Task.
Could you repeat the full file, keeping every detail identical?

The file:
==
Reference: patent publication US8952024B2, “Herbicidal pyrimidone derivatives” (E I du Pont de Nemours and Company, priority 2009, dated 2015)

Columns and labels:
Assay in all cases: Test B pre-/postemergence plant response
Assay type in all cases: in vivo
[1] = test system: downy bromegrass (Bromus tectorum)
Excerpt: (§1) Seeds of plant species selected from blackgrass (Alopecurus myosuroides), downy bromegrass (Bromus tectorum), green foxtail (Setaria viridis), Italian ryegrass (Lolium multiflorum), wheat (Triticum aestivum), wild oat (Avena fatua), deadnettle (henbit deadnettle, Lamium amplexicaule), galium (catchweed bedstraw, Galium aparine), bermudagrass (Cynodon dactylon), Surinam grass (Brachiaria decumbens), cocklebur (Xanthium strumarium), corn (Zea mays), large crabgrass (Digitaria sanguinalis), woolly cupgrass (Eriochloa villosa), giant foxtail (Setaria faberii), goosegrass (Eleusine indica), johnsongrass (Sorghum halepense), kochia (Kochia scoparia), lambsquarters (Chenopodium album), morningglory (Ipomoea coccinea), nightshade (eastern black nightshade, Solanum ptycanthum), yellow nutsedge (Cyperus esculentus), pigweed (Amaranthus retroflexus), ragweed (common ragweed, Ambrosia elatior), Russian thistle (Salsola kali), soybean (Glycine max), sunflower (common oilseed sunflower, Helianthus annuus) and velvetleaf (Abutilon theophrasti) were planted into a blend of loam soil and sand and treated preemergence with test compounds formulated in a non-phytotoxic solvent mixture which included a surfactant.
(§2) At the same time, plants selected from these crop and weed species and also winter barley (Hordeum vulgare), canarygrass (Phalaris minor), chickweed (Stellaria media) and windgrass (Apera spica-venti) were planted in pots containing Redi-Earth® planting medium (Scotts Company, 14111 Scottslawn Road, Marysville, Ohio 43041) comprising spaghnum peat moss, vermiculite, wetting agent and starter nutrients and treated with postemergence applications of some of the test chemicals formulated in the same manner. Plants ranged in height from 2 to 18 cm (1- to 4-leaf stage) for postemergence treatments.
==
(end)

Reference: patent publication US8952024B2, “Herbicidal pyrimidone derivatives” (E I du Pont de Nemours and Company, priority 2009, dated 2015)

Columns and labels:
Assay in all cases: Test B pre-/postemergence plant response
Assay type in all cases: in vivo
[1] = test system: downy bromegrass (Bromus tectorum)
Excerpt: (§1) Seeds of plant species selected from blackgrass (Alopecurus myosuroides), downy bromegrass (Bromus tectorum), green foxtail (Setaria viridis), Italian ryegrass (Lolium multiflorum), wheat (Triticum aestivum), wild oat (Avena fatua), deadnettle (henbit deadnettle, Lamium amplexicaule), galium (catchweed bedstraw, Galium aparine), bermudagrass (Cynodon dactylon), Surinam grass (Brachiaria decumbens), cocklebur (Xanthium strumarium), corn (Zea mays), large crabgrass (Digitaria sanguinalis), woolly cupgrass (Eriochloa villosa), giant foxtail (Setaria faberii), goosegrass (Eleusine indica), johnsongrass (Sorghum halepense), kochia (Kochia scoparia), lambsquarters (Chenopodium album), morningglory (Ipomoea coccinea), nightshade (eastern black nightshade, Solanum ptycanthum), yellow nutsedge (Cyperus esculentus), pigweed (Amaranthus retroflexus), ragweed (common ragweed, Ambrosia elatior), Russian thistle (Salsola kali), soybean (Glycine max), sunflower (common oilseed sunflower, Helianthus annuus) and velvetleaf (Abutilon theophrasti) were planted into a blend of loam soil and sand and treated preemergence with test compounds formulated in a non-phytotoxic solvent mixture which included a surfactant.
(§2) At the same time, plants selected from these crop and weed species and also winter barley (Hordeum vulgare), canarygrass (Phalaris minor), chickweed (Stellaria media) and windgrass (Apera spica-venti) were planted in pots containing Redi-Earth® planting medium (Scotts Company, 14111 Scottslawn Road, Marysville, Ohio 43041) comprising spaghnum peat moss, vermiculite, wetting agent and starter nutrients and treated with postemergence applications of some of the test chemicals formulated in the same manner. Plants ranged in height from 2 to 18 cm (1- to 4-leaf stage) for postemergence treatments.